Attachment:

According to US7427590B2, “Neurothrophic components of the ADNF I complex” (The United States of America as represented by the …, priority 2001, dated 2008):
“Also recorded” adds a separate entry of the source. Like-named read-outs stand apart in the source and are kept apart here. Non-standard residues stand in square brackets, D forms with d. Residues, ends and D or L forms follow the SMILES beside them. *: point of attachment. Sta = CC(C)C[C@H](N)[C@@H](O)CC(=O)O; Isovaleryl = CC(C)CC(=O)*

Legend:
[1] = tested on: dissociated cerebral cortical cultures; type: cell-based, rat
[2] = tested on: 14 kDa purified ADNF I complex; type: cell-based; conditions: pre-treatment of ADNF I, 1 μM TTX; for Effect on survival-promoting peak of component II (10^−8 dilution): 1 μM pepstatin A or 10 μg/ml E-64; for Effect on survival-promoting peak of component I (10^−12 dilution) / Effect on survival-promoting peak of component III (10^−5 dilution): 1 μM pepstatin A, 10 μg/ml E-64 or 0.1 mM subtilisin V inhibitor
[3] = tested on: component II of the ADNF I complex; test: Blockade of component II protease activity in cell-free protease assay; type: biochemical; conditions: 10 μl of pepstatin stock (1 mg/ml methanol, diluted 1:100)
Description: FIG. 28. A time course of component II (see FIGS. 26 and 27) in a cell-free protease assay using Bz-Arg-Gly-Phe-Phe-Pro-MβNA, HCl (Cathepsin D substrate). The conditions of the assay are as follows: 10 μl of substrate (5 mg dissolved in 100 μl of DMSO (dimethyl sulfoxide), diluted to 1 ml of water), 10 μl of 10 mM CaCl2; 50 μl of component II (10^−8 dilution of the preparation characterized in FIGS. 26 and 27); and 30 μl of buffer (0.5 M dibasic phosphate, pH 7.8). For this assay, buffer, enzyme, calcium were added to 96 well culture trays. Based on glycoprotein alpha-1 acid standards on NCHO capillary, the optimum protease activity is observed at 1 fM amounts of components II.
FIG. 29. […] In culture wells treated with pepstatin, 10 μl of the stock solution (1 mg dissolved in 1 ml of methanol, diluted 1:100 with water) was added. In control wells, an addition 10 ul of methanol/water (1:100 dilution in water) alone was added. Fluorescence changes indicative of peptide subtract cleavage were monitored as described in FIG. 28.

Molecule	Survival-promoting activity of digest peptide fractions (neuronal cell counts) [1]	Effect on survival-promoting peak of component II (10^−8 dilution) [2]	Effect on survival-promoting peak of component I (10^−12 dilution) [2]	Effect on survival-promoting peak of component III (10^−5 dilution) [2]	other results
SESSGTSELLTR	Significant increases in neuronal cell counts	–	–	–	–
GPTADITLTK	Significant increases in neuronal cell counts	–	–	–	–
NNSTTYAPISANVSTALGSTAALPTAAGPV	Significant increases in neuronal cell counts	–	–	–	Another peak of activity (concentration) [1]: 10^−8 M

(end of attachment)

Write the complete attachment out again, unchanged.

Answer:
According to US7427590B2, “Neurothrophic components of the ADNF I complex” (The United States of America as represented by the …, priority 2001, dated 2008):
“Also recorded” adds a separate entry of the source. Like-named read-outs stand apart in the source and are kept apart here. Non-standard residues stand in square brackets, D forms with d. Residues, ends and D or L forms follow the SMILES beside them. *: point of attachment. Sta = CC(C)C[C@H](N)[C@@H](O)CC(=O)O; Isovaleryl = CC(C)CC(=O)*

Legend:
[1] = tested on: dissociated cerebral cortical cultures; type: cell-based, rat
[2] = tested on: 14 kDa purified ADNF I complex; type: cell-based; conditions: pre-treatment of ADNF I, 1 μM TTX; for Effect on survival-promoting peak of component II (10^−8 dilution): 1 μM pepstatin A or 10 μg/ml E-64; for Effect on survival-promoting peak of component I (10^−12 dilution) / Effect on survival-promoting peak of component III (10^−5 dilution): 1 μM pepstatin A, 10 μg/ml E-64 or 0.1 mM subtilisin V inhibitor
[3] = tested on: component II of the ADNF I complex; test: Blockade of component II protease activity in cell-free protease assay; type: biochemical; conditions: 10 μl of pepstatin stock (1 mg/ml methanol, diluted 1:100)
Description: FIG. 28. A time course of component II (see FIGS. 26 and 27) in a cell-free protease assay using Bz-Arg-Gly-Phe-Phe-Pro-MβNA, HCl (Cathepsin D substrate). The conditions of the assay are as follows: 10 μl of substrate (5 mg dissolved in 100 μl of DMSO (dimethyl sulfoxide), diluted to 1 ml of water), 10 μl of 10 mM CaCl2; 50 μl of component II (10^−8 dilution of the preparation characterized in FIGS. 26 and 27); and 30 μl of buffer (0.5 M dibasic phosphate, pH 7.8). For this assay, buffer, enzyme, calcium were added to 96 well culture trays. Based on glycoprotein alpha-1 acid standards on NCHO capillary, the optimum protease activity is observed at 1 fM amounts of components II.
FIG. 29. […] In culture wells treated with pepstatin, 10 μl of the stock solution (1 mg dissolved in 1 ml of methanol, diluted 1:100 with water) was added. In control wells, an addition 10 ul of methanol/water (1:100 dilution in water) alone was added. Fluorescence changes indicative of peptide subtract cleavage were monitored as described in FIG. 28.

Molecule	Survival-promoting activity of digest peptide fractions (neuronal cell counts) [1]	Effect on survival-promoting peak of component II (10^−8 dilution) [2]	Effect on survival-promoting peak of component I (10^−12 dilution) [2]	Effect on survival-promoting peak of component III (10^−5 dilution) [2]	other results
SESSGTSELLTR	Significant increases in neuronal cell counts	–	–	–	–
GPTADITLTK	Significant increases in neuronal cell counts	–	–	–	–
NNSTTYAPISANVSTALGSTAALPTAAGPV	Significant increases in neuronal cell counts	–	–	–	Another peak of activity (concentration) [1]: 10^−8 M